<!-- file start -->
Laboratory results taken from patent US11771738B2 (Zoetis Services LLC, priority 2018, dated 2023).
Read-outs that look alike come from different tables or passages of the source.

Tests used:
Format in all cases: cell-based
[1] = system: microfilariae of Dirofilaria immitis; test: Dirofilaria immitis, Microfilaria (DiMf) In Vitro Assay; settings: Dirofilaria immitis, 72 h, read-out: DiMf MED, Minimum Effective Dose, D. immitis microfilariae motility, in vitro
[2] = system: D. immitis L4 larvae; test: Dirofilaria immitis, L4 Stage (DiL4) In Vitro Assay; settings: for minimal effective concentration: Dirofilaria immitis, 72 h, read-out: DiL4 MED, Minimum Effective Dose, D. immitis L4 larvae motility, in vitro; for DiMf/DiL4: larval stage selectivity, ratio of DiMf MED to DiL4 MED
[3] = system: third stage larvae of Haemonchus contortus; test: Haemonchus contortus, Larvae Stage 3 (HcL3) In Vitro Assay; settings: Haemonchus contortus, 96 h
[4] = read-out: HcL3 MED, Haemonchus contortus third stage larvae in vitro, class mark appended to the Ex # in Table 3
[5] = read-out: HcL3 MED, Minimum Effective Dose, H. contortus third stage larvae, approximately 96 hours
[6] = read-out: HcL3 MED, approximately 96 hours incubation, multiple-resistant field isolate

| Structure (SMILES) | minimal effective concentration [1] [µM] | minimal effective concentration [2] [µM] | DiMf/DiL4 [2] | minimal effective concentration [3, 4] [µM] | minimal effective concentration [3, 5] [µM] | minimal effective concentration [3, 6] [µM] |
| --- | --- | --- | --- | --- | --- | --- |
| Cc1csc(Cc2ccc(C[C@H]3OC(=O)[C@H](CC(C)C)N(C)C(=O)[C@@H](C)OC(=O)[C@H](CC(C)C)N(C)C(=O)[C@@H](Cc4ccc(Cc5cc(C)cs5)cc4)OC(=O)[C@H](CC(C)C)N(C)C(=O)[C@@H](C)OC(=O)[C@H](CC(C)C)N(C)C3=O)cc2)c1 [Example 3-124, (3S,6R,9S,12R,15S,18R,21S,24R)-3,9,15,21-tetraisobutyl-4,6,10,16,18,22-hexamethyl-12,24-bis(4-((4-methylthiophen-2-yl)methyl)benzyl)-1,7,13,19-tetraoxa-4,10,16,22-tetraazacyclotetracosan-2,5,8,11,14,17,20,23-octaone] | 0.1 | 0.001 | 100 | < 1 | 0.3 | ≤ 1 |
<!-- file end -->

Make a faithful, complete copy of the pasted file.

Laboratory results taken from patent US11771738B2 (Zoetis Services LLC, priority 2018, dated 2023).
Read-outs that look alike come from different tables or passages of the source.

Tests used:
Format in all cases: cell-based
[1] = system: microfilariae of Dirofilaria immitis; test: Dirofilaria immitis, Microfilaria (DiMf) In Vitro Assay; settings: Dirofilaria immitis, 72 h, read-out: DiMf MED, Minimum Effective Dose, D. immitis microfilariae motility, in vitro
[2] = system: D. immitis L4 larvae; test: Dirofilaria immitis, L4 Stage (DiL4) In Vitro Assay; settings: for minimal effective concentration: Dirofilaria immitis, 72 h, read-out: DiL4 MED, Minimum Effective Dose, D. immitis L4 larvae motility, in vitro; for DiMf/DiL4: larval stage selectivity, ratio of DiMf MED to DiL4 MED
[3] = system: third stage larvae of Haemonchus contortus; test: Haemonchus contortus, Larvae Stage 3 (HcL3) In Vitro Assay; settings: Haemonchus contortus, 96 h
[4] = read-out: HcL3 MED, Haemonchus contortus third stage larvae in vitro, class mark appended to the Ex # in Table 3
[5] = read-out: HcL3 MED, Minimum Effective Dose, H. contortus third stage larvae, approximately 96 hours
[6] = read-out: HcL3 MED, approximately 96 hours incubation, multiple-resistant field isolate

| Structure (SMILES) | minimal effective concentration [1] [µM] | minimal effective concentration [2] [µM] | DiMf/DiL4 [2] | minimal effective concentration [3, 4] [µM] | minimal effective concentration [3, 5] [µM] | minimal effective concentration [3, 6] [µM] |
| --- | --- | --- | --- | --- | --- | --- |
| Cc1csc(Cc2ccc(C[C@H]3OC(=O)[C@H](CC(C)C)N(C)C(=O)[C@@H](C)OC(=O)[C@H](CC(C)C)N(C)C(=O)[C@@H](Cc4ccc(Cc5cc(C)cs5)cc4)OC(=O)[C@H](CC(C)C)N(C)C(=O)[C@@H](C)OC(=O)[C@H](CC(C)C)N(C)C3=O)cc2)c1 [Example 3-124, (3S,6R,9S,12R,15S,18R,21S,24R)-3,9,15,21-tetraisobutyl-4,6,10,16,18,22-hexamethyl-12,24-bis(4-((4-methylthiophen-2-yl)methyl)benzyl)-1,7,13,19-tetraoxa-4,10,16,22-tetraazacyclotetracosan-2,5,8,11,14,17,20,23-octaone] | 0.1 | 0.001 | 100 | < 1 | 0.3 | ≤ 1 |